What Do They Do?
When the rider presses on the brake lever or pedal of a disc brake equipped motorcycle, the brake master cylinder attached to the lever or pedal pressurizes the system and sends hydraulic pressure to the brake caliper(s) at the wheels. The calipers have one or more pistons which are forced outward against the metal backing of the brake pads. As the brake pads clamp against the spinning rotor, they create friction which converts the kinetic energy built up in the motorcycle from speed, into heat energy. This heat passes into the brake rotors, pads and calipers, and finally into the air.
What Are They?
Brake pads are the friction surfaces which contact the brake discs (commonly called brake rotors as well) in disc brake systems. They are made of various friction materials bonded (they used to also be riveted) to a steel backing plate. Most of the older brake linings were made from asbestos, but as the health hazards of the material were recognized, asbestos was phased out and newer, high-tech materials were introduced to replace it. Today, brake pad linings (friction material) are made from a variety of high-tech materials.
Sintered Brake Pads
Sintered brake pads are presently the most popular type of linings. They are used as original equipment on nearly all motorcycles because they handle the widest range of conditions. Sintering is a process of fusing metallic particles under heat and pressure to form a friction material that is very wear resistant. Because of this, sintered linings are well suited for racers, city riders and those on steep hilly terrain. Sintered brake linings provides a stable friction coefficient cold to hot and produce good bite right away. They also handle extreme heat well, are resistant to fade and will typically last longer than other types and perform well even in rain and mud. However, they do have drawbacks. Sintered pads produce more wear on rotors, so if you are a casual rider who wants the easiest maintenance, consider using organic pads, because it's easier and cheaper to replace pads than rotors. Sintered pads are also noisier than organics when brakes are applied, plus they are more expensive.
Organic Brake Pads
Organic brake linings are made from a mixture of fibers and fillers bound together by special resins. Some organic pads now use fiber components such as Kevlar and carbon to increase durability. Organic brake pads have a softer makeup which provides a more varied and progressive feel or feedback when the brakes are applied. That’s in contrast to the more abrupt grab, or initial bite, of sintered pads. His low initial bite provides more control at lower speeds.
Organic pads produce less rotor wear, which is welcome for casual riders who don’t want to replace rotors often. The softer materials in organic pads also make them quieter than sintered. Organic pads produce less brake dust and they’re generally less expensive than sintered linings. But organic brake pads have downsides too. The softer organic pads wear more rapidly and are not as tolerant of high heat. Once they reach their maximum operating temperature the organic linings lose their coefficient of friction quickly and fade. Also in wet or muddy conditions, organic pads don’t perform well and may even form a glaze on their surface which may reduce future braking ability.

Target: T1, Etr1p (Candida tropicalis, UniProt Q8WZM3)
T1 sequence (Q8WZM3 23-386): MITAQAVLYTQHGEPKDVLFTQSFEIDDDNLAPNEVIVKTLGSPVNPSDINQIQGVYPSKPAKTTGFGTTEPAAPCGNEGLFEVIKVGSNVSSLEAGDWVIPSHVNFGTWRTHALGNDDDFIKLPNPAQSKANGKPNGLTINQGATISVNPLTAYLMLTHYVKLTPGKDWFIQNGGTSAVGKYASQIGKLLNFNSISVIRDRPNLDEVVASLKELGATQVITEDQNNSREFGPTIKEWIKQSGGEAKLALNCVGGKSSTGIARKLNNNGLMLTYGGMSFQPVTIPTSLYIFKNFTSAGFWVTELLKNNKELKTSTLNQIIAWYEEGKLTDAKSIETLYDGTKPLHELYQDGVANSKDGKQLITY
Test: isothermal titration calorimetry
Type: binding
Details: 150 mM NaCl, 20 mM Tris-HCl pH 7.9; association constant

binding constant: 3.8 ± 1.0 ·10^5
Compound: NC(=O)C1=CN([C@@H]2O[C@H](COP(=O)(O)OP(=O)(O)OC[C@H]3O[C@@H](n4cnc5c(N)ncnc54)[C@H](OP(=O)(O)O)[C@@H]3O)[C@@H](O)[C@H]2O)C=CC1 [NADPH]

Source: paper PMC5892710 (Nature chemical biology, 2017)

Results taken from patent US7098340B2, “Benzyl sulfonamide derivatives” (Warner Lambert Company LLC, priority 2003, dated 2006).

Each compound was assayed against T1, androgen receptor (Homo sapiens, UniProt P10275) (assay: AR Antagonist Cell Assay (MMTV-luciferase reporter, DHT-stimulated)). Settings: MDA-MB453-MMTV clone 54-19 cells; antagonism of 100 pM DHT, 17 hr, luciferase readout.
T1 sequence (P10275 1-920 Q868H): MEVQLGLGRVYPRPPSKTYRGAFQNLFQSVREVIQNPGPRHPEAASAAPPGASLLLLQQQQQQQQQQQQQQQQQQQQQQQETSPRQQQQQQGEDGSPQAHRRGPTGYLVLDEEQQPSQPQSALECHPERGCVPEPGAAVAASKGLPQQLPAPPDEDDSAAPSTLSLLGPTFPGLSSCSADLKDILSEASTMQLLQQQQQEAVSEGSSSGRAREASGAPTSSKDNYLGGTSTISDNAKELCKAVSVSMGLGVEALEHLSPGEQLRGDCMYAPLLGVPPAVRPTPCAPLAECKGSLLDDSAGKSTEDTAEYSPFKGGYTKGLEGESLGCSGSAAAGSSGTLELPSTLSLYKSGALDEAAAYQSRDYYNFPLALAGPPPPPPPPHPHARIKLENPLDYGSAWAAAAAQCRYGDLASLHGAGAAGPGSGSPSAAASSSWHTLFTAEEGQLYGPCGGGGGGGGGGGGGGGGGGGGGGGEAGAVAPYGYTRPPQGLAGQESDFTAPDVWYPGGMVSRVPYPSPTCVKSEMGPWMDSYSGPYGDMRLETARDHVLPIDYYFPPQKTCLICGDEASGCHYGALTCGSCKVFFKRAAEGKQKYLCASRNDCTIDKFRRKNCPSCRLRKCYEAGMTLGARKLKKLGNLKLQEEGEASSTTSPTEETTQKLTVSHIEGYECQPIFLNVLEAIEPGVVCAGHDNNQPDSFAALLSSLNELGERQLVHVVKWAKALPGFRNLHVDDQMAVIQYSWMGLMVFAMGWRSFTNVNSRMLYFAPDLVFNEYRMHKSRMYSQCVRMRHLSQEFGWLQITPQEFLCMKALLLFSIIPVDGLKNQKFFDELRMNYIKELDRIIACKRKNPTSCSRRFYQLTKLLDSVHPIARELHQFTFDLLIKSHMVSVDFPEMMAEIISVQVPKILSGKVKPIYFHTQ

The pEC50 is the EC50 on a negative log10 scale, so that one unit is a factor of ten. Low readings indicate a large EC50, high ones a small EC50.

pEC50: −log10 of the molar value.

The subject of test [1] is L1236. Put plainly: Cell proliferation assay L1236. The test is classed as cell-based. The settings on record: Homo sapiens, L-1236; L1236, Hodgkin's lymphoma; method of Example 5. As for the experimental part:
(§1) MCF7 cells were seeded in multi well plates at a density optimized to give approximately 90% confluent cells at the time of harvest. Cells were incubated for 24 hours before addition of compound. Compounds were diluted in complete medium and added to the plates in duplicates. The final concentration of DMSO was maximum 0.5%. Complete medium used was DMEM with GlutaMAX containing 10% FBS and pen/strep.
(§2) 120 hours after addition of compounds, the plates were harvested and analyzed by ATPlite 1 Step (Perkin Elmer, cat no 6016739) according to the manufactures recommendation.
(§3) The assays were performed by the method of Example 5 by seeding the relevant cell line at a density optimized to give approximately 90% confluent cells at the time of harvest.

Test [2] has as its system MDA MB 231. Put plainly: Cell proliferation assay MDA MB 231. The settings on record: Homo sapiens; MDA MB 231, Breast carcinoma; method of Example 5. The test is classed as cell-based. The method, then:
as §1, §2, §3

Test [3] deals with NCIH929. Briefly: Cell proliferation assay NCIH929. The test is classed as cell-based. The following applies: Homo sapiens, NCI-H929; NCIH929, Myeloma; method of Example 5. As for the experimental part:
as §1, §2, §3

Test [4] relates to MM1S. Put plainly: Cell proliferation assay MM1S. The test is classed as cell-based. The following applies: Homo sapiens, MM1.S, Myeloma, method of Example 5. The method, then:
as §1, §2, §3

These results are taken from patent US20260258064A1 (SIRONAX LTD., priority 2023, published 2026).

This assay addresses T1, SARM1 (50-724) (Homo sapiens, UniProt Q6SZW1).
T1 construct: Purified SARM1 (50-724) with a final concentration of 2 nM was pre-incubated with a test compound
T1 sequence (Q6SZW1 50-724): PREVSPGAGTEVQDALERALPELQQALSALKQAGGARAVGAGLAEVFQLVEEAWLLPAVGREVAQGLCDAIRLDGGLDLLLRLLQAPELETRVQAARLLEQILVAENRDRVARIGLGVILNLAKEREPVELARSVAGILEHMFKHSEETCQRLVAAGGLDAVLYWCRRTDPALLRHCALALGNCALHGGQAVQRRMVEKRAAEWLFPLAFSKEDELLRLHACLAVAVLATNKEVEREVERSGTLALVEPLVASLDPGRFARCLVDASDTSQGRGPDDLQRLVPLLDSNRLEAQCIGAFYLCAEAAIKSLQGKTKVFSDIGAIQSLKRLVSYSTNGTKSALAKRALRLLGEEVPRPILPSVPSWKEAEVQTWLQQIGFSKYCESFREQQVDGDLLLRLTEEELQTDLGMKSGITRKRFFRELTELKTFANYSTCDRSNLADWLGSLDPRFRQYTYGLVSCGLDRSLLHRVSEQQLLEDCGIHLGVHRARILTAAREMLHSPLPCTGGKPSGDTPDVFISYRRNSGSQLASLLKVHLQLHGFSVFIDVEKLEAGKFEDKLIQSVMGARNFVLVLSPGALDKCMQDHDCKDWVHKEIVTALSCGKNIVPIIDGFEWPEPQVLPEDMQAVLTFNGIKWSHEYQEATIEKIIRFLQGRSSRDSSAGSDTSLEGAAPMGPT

Semi-Sintered Brake Pads
There's another alternative for you folks who are in the middle ground and would like features of both sintered and organic linings. Semi-sintered pads, such as those from EBC, combine the long-life qualities of sintered linings with the low rotor wear and progressive feel of organics. The semi- sintered pads use 30-percent copper by weight in an organic matrix designed to fit right in the middle between sintered and organic for durability and performance and are a good compromise for many riders.
Ceramic Composite Brake Pads
Ceramic Composite brake pads are formed using high-strength ceramic fibers and non-ferrous metal filaments bonded at extreme pressures and temperatures. Ductile metal-filaments produce a friction material with moderate base coefficient of friction for good initial "bite", while heat resistant ceramic fibers and polymeric binders reduce thermal pad decomposition and out-gassing, which contribute to high temperature brake "fade." They are also quiet, and deliver strong braking performance over a wide range of conditions. Ceramic Composite material provides good stopping power when both cold, and hot after miles of riding. The non-ferrous metal filament matrix provides high thermal mass and thermal conductivity to quickly carry heat away from the pad-rotor interface for fast thermal recovery. Lower operating temperatures reduce rotor wear and risk of deformation or warping. However, they are not available for all models of motorcycles.
How to Check Your Brakes
Make it a habit to visually inspect your brake pads on the bike, before a ride and during oil changes, etc. You may need a flashlight, but look into the calipers, including the back side as there are inner and outer pads. If the friction lining has worn down to about an eighth inch or less, it's time for replacement. You should also always listen and pay attention to the sounds coming from your brakes. If the sound changes, heed that as a warning and inspect the brakes immediately. A squealing sound may or may not indicate a problem.